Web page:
Notes from the Field: Salmonella from baby chickens!


PEEPS at Tractor Supply! (Photo credit, J. Carpenter)

If you like to have a good time on the “cheep” like I do, you should go over to Tractor Supply on Route 30 and play with the spring Peeps. Not the marshmallow fluff candies you get at Target; baby chickens and ducks! Or should you?

Via the Centers for Disease Control and Prevention, a Notes from the Field alert that is timely which details a multistate outbreak of Salmonella infection attributable to live poultry from a single mail order egg hatchery. In early 2012, clusters of Salmonella infection were identified resulting ultimately in 195 confirmed cases. Molecular typing of patient isolates suggested a single source of infection, and interviews with the patients indicated that they all had contact with live poultry in the week before their illness. The poultry had been purchases either directly from a hatchery or at general animal feed stores, for the purposes of backyard flocks for meat and eggs. The majority of the cases were ultimately traced back to a mail-order hatchery in Ohio.

The hatchery in question has been compliant with federal guidelines (the U.S. Department of Agriculture’s National Poultry Improvement Plan –USDA-NPIP), which has effectively eliminated many significant strains of Salmonella from American poultry flocks. However, the program does not monitor all strains of Salmonella, for the simple reason that this grouping of bacteria is extremely large and difficult to monitor completely.

CDC recommendations from this outbreak include continuing and expanding existing Salmonella surveillance procedures. Best practices for avoiding consumer outbreaks require a concerted effort between hatcheries, feed stores, and consumers, and include:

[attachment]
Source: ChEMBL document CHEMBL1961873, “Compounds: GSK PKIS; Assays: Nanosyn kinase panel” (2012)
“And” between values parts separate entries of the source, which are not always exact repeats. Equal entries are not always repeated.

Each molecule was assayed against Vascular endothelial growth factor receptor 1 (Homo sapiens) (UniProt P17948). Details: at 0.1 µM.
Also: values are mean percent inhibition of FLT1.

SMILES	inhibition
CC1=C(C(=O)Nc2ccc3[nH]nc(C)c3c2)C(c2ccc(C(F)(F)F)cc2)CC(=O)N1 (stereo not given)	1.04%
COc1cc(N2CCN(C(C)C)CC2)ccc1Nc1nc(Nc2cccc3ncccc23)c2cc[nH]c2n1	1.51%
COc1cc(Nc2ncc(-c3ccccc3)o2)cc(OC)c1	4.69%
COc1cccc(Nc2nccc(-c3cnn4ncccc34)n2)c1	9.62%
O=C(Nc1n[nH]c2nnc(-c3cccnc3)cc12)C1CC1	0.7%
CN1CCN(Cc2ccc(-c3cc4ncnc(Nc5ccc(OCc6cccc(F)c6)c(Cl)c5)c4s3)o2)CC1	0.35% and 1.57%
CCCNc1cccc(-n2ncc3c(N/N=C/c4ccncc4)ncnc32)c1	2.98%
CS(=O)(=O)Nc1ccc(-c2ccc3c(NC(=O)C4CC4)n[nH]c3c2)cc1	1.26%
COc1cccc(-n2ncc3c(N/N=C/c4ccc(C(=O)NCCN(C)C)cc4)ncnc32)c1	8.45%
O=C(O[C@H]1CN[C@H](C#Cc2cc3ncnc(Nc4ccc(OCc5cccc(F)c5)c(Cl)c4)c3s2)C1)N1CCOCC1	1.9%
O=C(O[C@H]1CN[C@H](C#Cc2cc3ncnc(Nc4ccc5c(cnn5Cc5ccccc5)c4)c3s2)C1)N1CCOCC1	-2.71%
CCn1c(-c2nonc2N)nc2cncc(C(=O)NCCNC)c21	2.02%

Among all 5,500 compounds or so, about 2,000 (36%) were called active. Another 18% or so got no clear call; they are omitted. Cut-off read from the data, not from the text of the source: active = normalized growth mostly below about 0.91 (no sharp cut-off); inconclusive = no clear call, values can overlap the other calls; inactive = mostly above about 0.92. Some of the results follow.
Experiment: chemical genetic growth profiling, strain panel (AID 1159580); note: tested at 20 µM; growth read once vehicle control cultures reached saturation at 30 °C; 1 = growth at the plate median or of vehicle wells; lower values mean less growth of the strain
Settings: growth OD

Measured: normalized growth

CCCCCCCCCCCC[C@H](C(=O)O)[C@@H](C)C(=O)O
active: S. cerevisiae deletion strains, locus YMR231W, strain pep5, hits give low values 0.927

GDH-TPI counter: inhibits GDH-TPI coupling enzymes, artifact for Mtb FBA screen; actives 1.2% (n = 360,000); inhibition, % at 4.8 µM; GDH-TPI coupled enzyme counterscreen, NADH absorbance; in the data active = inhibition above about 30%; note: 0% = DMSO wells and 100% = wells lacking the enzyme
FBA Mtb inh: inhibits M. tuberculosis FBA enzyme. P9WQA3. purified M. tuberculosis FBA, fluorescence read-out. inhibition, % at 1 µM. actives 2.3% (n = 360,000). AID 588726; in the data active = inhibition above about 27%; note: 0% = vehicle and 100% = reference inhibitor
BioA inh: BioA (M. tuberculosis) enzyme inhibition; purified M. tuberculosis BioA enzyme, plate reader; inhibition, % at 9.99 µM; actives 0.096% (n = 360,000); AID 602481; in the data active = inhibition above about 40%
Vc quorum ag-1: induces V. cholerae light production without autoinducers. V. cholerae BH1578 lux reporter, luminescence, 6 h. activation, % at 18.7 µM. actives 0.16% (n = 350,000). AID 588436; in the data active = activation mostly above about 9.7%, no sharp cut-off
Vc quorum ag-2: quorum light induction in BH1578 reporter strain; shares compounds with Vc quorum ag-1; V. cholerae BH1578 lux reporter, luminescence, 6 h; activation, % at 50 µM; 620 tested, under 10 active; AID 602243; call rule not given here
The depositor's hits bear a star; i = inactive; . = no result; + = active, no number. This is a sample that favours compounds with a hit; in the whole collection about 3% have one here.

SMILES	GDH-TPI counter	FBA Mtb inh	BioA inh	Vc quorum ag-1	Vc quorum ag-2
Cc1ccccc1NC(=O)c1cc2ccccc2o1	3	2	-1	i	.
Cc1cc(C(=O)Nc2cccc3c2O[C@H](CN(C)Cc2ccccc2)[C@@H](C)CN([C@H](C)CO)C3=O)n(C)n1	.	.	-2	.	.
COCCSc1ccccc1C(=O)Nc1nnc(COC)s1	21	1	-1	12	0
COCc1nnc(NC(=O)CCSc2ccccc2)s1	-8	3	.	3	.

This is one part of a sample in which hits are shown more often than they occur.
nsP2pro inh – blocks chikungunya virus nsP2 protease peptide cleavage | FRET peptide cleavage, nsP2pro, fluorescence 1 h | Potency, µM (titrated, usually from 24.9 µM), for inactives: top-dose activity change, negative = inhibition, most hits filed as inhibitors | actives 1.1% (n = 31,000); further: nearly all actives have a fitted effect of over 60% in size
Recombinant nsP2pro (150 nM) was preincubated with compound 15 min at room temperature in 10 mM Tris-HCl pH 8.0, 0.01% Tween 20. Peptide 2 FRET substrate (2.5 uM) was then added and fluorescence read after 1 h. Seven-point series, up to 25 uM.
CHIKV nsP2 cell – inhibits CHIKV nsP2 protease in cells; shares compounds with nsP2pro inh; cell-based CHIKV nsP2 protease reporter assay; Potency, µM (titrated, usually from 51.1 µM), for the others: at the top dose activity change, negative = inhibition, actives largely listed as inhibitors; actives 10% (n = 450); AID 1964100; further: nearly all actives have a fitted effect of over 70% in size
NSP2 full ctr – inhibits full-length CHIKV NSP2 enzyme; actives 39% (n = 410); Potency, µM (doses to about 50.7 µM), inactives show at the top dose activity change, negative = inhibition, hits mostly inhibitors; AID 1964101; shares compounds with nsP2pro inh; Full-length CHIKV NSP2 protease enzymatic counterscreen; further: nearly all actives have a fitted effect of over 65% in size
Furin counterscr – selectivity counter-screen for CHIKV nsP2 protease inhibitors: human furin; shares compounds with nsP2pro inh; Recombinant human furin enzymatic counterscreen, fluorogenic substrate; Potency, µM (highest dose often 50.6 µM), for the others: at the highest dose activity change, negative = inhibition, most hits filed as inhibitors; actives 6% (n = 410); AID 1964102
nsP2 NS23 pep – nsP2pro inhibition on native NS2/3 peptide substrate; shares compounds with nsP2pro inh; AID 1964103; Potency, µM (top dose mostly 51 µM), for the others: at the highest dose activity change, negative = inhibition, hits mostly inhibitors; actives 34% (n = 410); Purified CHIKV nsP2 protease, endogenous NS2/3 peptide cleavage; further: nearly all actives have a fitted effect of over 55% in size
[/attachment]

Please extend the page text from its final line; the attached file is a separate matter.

• Hatcheries should comply with best practices in sanitation, and avoiding re-shipping chicks obtained from other hatcheries
  • Feed stores should use barriers between customers and poultry displays
  • Signage should warn customers of potential risks in poultry handling
  • Additionally, you should not put peeps into your mouth

Annually, 42,000 cases of Salmonellosis are reported in the United States, however as many cases are not serious, it is estimated that the actual number of Salmonella infections may be as high as 1.2 million cases annually. About 400 people die each year from Salmonella, and these patients are generally either the very young, the elderly, or otherwise immunocompromised. It is a food-borne acquired infection, best controlled by proper cooking of potentially contaminated food, and by frequent hand washing. Just make sure you use the offered hand sanitizer when you leave Tractor Supply!


About ycpmicro

My name is David Singleton, and I am an Associate Professor of Microbiology at York College of Pennsylvania. My main course is BIO230, a course taken by allied-health students at YCP. Views on this site are my own.

Posted on March 22, 2013, in Wash your hands!, Yikes!. Bookmark the permalink. 12 Comments.

  1. I still really want to see the chickens in the basement!

  2. Jessica Morrow

    Great article! My son used this for his “hot news” assignment for school!

    • Notes From The Field updates are suitable for all school projects. Well, maybe not the botulism due to prison hooch update from a few weeks ago.

  3. Nice peep menace graphic!

  4. Kaitlyn Geiger

    Great now I have to be careful with my pet hedgehogs AND my pet chickens!

  5. Kaitlyn Geiger

    Haha I actually did have turtles and I think they are known to carry salmonella. It’s a wonder I’m still alive!

    • I did refer to the Great Turtle Menace with this posting from long ago.

      On a monumental note, this comment is number 1000. It has only taken two and a half years, five semesters, and approximately 250 students to reach this milestone. However, I account for close to half of the comments.

  6. I’m not sure the exact statistic, but I also read that a very very high percentage, above 70% of the chicks and baby bunnies given to children at Easter die in their first year of life – so both sides can benefit if left be, parents can keep themselves and their children healthy and animals can live!

    • Well, to be sure the baby chickens in the photograph my spouse provided up above are going to be eaten sometime in the next year anyway. They are coming from Tractor Supply after all.

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